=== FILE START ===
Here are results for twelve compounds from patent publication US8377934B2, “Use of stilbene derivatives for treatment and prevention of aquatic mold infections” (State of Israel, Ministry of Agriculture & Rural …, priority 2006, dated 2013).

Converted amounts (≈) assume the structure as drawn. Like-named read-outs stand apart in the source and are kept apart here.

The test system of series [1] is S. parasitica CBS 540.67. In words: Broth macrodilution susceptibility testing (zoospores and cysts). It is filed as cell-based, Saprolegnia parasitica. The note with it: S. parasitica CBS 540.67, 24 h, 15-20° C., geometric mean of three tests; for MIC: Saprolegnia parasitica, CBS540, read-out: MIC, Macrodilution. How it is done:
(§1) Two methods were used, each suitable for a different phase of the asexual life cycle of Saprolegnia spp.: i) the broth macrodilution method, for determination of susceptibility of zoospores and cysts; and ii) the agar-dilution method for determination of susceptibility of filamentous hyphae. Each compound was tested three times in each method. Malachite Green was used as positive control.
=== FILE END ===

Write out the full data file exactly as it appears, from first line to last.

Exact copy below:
Here are results for twelve compounds from patent publication US8377934B2, “Use of stilbene derivatives for treatment and prevention of aquatic mold infections” (State of Israel, Ministry of Agriculture & Rural …, priority 2006, dated 2013).

Converted amounts (≈) assume the structure as drawn. Like-named read-outs stand apart in the source and are kept apart here.

The test system of series [1] is S. parasitica CBS 540.67. In words: Broth macrodilution susceptibility testing (zoospores and cysts). It is filed as cell-based, Saprolegnia parasitica. The note with it: S. parasitica CBS 540.67, 24 h, 15-20° C., geometric mean of three tests; for MIC: Saprolegnia parasitica, CBS540, read-out: MIC, Macrodilution. How it is done:
(§1) Two methods were used, each suitable for a different phase of the asexual life cycle of Saprolegnia spp.: i) the broth macrodilution method, for determination of susceptibility of zoospores and cysts; and ii) the agar-dilution method for determination of susceptibility of filamentous hyphae. Each compound was tested three times in each method. Malachite Green was used as positive control.